“This year we’ve received well over 200 complaints of unpaid wages — and we’re not talking small amounts. They’re owed thousands and thousands of dollars that they haven’t been paid,” Keesee said.

She said the cartels have threatened to harm the families of farm workers who ask for their unpaid wages.

Some women are experiencing sexual harassment and threats of rape, Keesee said.

She said many workers are beginning to develop respiratory problems, burning eyes, sore throats and severe headaches due to strong marijuana odors. They also work around toxic chemicals.

Law enforcement can’t keep up with the explosion of illegal marijuana operations in Southern Oregon. Jackson County Sheriff’s Office photo

When law enforcement busts an illegal grow, dozens or even hundreds of workers are displaced. Law enforcement and other organizations teamed up to create a wallet-sized card listing aid services and phone numbers to help displaced workers, Keesee said.

She said the Oregon Bureau of Labor & Industries needs to do more to investigate wage complaints, and Oregon Occupational Safety and Health needs to make more unannounced visits to check for hazardous conditions.

Jackson County’s overwhelmed code enforcement team is only able to handle the most egregious, dangerous cases due to an explosion of complaints about marijuana and hemp operations, said Alicia Brown, county code enforcement supervisor.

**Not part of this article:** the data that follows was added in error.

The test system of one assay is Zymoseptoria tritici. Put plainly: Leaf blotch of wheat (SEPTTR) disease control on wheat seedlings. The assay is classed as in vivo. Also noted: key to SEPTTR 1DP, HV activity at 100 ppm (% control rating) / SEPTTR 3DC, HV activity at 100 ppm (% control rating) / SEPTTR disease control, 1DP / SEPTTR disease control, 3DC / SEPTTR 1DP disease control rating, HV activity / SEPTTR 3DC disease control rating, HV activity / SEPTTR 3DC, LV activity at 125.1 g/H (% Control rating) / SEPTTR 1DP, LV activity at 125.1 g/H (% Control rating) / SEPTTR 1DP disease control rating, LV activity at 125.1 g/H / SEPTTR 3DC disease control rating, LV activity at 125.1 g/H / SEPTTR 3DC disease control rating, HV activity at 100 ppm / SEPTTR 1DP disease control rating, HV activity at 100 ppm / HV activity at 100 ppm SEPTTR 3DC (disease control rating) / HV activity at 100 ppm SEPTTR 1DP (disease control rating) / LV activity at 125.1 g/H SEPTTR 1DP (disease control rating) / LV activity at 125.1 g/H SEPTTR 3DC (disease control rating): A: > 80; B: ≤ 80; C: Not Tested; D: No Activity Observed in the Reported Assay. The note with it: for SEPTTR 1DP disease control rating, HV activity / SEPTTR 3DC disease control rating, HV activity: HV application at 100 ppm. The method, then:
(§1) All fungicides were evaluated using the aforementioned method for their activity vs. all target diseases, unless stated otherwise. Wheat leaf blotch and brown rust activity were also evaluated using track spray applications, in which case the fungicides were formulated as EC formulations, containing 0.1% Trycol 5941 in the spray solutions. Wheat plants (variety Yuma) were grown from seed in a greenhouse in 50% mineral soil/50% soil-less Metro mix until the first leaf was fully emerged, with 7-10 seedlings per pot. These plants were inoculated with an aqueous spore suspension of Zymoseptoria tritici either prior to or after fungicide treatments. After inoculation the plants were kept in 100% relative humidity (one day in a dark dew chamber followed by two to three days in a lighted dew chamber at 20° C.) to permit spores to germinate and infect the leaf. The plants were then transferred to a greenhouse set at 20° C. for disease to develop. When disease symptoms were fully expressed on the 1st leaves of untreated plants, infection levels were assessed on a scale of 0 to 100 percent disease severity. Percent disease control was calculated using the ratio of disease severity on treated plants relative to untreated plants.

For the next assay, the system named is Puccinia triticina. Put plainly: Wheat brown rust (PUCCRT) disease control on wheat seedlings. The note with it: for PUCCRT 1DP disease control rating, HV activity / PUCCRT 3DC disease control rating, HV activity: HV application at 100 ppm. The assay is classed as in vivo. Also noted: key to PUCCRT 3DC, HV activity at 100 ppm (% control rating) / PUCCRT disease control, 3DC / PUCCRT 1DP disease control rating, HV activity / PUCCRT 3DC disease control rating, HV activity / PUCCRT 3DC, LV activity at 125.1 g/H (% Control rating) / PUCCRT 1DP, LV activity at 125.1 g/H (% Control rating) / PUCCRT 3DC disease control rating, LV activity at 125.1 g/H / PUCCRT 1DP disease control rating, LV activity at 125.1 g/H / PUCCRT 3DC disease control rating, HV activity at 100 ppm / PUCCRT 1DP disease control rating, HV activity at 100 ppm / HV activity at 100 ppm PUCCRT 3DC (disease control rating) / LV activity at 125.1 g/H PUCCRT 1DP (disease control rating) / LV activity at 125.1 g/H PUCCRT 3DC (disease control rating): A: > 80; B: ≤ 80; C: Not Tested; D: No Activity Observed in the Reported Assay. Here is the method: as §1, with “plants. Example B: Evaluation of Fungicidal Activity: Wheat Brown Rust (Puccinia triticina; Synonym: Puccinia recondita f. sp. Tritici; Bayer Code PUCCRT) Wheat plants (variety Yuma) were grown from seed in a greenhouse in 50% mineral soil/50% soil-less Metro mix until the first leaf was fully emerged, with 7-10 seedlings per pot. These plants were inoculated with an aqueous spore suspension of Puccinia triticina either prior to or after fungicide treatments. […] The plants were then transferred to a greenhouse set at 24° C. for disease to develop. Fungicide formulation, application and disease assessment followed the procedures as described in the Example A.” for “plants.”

Each person is saddled with more than 300 cases, an insurmountable figure, she said.

Many marijuana and hemp workers are living and working in deplorable conditions, with some held against their will. The code enforcement team is finding garbage, human waste and dangerous and illegal electrical wiring that could cause fires where people work and live, Brown said.

Law enforcement can’t keep up with the explosion of illegal marijuana operations in Southern Oregon. Courtesy photo

“Unfortunately, we’ve seen children at these sites before. It’s really a terrible humanitarian situation,” she said.

Worker rights violations are rampant, she said.

The greenhouses get so hot in the summer that Brown sometimes doesn’t let code enforcement staff go in — yet workers are working and even living inside.

“Oftentimes we see workers sleeping inside greenhouses. You can imagine in the middle of the summer when it’s 98-99 degrees outside, the inside of a greenhouse is smokin’ hot and downright dangerous to be inside,” Brown said.

Many landowners have rented or leased their land to people who are running illegal operations. Landowners are often left facing massive fines and a huge mess on their property.

Law enforcement can’t keep up with the explosion of illegal marijuana operations in Southern Oregon. Courtesy photo

“Unfortunately, it’s the property owner that’s getting left holding the bag in these scenarios,” Brown said.

A single illegal greenhouse can generate a $3,000 fine. The code enforcement division is regularly issuing citations that are between $50,000 and $150,000, Brown said.

“We swing heavy fines. We’re serious about what we’re doing. We’re trying to send a message that this is not appropriate in our community and that this is not a lucrative thing for landowners or for anyone who’s operating illegally in this community,” Brown said.

The local watermaster’s office is understaffed and facing a landslide of complaints about the illegal use of water. The situation was especially dire this year after drought forced the early shutdown of irrigation water.

Workers from the watermaster’s office often encounter locked gates and “no trespassing” signs as they try to investigate complaints about marijuana grows, said Shavon Haynes, Oregon Water Resources Department District 13 Watermaster.